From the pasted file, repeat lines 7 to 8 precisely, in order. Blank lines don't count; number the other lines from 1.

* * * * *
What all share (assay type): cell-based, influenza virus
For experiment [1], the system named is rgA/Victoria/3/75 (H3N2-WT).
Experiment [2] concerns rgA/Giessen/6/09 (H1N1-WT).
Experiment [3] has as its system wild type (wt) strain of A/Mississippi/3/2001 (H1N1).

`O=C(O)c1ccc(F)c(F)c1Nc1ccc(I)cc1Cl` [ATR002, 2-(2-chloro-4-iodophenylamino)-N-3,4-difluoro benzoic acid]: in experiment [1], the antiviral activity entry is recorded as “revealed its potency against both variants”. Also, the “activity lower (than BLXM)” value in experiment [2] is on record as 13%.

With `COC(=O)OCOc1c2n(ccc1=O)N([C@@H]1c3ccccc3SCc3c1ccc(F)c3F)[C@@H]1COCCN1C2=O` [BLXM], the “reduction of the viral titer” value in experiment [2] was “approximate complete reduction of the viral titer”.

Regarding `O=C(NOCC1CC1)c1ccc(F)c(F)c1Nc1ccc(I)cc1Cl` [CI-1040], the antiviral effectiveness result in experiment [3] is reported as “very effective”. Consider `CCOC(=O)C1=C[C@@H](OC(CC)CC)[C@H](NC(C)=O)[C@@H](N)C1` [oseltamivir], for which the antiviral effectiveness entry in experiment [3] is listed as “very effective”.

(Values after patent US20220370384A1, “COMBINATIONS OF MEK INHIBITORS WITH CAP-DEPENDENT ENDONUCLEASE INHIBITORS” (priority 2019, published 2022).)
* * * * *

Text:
Regarding `O=C(NOCC1CC1)c1ccc(F)c(F)c1Nc1ccc(I)cc1Cl` [CI-1040], the antiviral effectiveness result in experiment [3] is reported as “very effective”. Consider `CCOC(=O)C1=C[C@@H](OC(CC)CC)[C@H](NC(C)=O)[C@@H](N)C1` [oseltamivir], for which the antiviral effectiveness entry in experiment [3] is listed as “very effective”.

(Values after patent US20220370384A1, “COMBINATIONS OF MEK INHIBITORS WITH CAP-DEPENDENT ENDONUCLEASE INHIBITORS” (priority 2019, published 2022).)